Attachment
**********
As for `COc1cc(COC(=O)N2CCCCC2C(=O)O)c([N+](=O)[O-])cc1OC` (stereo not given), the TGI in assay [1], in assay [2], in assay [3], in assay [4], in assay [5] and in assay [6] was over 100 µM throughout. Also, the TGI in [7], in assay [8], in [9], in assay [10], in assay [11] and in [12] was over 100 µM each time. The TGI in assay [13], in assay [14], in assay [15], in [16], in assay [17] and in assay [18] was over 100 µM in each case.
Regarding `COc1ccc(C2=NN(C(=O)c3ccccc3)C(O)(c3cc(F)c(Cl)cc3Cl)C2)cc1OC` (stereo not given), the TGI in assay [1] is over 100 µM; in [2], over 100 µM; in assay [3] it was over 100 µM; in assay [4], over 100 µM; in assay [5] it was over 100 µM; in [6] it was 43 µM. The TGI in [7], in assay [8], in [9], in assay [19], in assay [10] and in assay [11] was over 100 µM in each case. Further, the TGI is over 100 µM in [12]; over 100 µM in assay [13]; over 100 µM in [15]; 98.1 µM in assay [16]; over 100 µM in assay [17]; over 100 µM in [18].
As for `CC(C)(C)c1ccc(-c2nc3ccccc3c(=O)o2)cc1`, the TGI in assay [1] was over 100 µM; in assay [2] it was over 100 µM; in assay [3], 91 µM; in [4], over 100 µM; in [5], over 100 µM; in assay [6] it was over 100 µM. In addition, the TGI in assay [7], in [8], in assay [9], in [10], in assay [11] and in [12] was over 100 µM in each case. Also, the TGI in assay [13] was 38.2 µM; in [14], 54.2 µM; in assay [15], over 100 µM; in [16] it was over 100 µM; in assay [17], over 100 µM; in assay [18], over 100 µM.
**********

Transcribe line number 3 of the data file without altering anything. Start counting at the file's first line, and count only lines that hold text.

As for `CC(C)(C)c1ccc(-c2nc3ccccc3c(=O)o2)cc1`, the TGI in assay [1] was over 100 µM; in assay [2] it was over 100 µM; in assay [3], 91 µM; in [4], over 100 µM; in [5], over 100 µM; in assay [6] it was over 100 µM. In addition, the TGI in assay [7], in [8], in assay [9], in [10], in assay [11] and in [12] was over 100 µM in each case. Also, the TGI in assay [13] was 38.2 µM; in [14], 54.2 µM; in assay [15], over 100 µM; in [16] it was over 100 µM; in assay [17], over 100 µM; in assay [18], over 100 µM.